Content vs Communication – Mobile Integrated Platform Analysis

How does a company position itself for growth and remain competitive in constantly evolving tech space? As the modern age of New Media continues to accelerate the pace of business innovation, no company- large or small is immune to the importance of evolving and growing with the current trends. In 2012, Yahoo! and Facebook were firmly established as technology companies, but leadership in both saw a tremendous growth opportunity in the rapidly growing mobile market. Smartphones and their associated apps were becoming the standard both in business and in personal use the fundamental approach in integrating their business model with this new technology would ultimately make Facebook flourish, and Yahoo! falter.

In 2012 Marissa Mayer became the CEO of Yahoo!. She had the vision to shift the company to a predominantly mobile focus and by the end of 2015 that revenue had brought in almost $300 million dollars- accounting for over 20% of the company’s earnings. Despite Yahoo!’s aggressive approach, this growth was not enough to maintain market share. Yahoo!’s ultimate sale to Verizon completed what Forbes termed as, “its long march to irrelevancy.”
In the same year, Facebook was in a similar position, with an awareness for the need to grow into the mobile arena. Over the same three-year period Facebook managed to bring in $4.5 billion dollars with its mobile strategy resulting in 80% of total Company revenue and has seen its market share value uptrend comparatively.
Two companies, with a similar focused goal. What made the difference?

Yahoo! was a predominantly content-driven advertising model, with articles and newsfeed as its objective. Facebook had communication between users as its primary function. With the growth of the Facebook Messenger app and the website itself, users were found to check their feeds and chats with compulsive behaviors, oftentimes returning several times per hour. Facebook continues to evolve along this trend by incorporating Facebook Live, which streams live video, further rewarding both users and advertisers with instant fresh content to be consumed. Yahoo! had a Chat feature built into its platform, but realized too late just how important it should have been to the business model.
This comparable analysis leaves us asking: Why the disparity when comparing the two growth potentials? The answer lies in content vs communication. Prior to the rise of the smartphone as the ubiquitous equal to the desktop computer, the web had predominantly functioned as a content medium – a place for information and media exchange. Communication apps existed but had been limited to being a part of the larger function of a website. But in 2017, user-interfaced apps such as Instagram and Snapchat have become the standard-bearer for the generation who have always known a world with WiFi and seamless technology in hand.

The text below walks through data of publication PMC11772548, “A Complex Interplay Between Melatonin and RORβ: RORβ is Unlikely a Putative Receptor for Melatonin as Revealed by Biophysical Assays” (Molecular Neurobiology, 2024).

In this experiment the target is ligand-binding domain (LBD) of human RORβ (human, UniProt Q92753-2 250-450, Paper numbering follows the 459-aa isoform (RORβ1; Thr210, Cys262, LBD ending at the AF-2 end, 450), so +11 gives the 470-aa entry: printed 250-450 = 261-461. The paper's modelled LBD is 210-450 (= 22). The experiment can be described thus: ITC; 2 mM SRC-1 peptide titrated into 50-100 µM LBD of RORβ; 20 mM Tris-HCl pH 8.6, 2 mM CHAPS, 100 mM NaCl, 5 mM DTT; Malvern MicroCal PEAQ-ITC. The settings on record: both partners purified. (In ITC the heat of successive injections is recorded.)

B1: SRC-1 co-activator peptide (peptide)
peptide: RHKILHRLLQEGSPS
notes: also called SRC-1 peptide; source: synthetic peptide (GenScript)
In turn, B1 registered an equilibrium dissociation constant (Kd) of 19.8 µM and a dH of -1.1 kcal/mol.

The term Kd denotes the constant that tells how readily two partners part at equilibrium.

So where does this leave business seeking growth in the ever-changing technology landscape and the battle to gain broad user adoption? A solid mobile strategy is essential for any company to remain viable in the coming years. In addition, having a deep appreciation for the speed of evolution, as well as being able to nimbly adjust, best positions companies for whatever the future may hold.

comScore’s 2016 US Mobile App Report Analysis:

American adults are spending 53% more time with digital media than they were three years ago.

  • Mobile apps have wildly surpassed desktops in digital media engagement.
  • Mobile application adoption grew by 110%
  • Mobile web had a 61% growth increase
  • Desktop usage grew by only 3%

Digital media engagement and Internet usage shifted by two-thirds from desktop to mobile.

Nearly every age demographic has adopted the use of smartphone applications as the dominant channel for media consumption with tablet applications coming in second.

A combined mobile web and mobile application strategy is critical to fully engage your market potential.
Mobile web continues to lead the way with user acquisition while mobile app dominates user engagement. A combined mobile strategy neatly marries retention and growth and are mutually dependent on one another.

Not surprisingly mobile application usage is projected to grow at a steady rate over the next two years while mobile web usage grows is expected to flatline.

All charts are used by permission from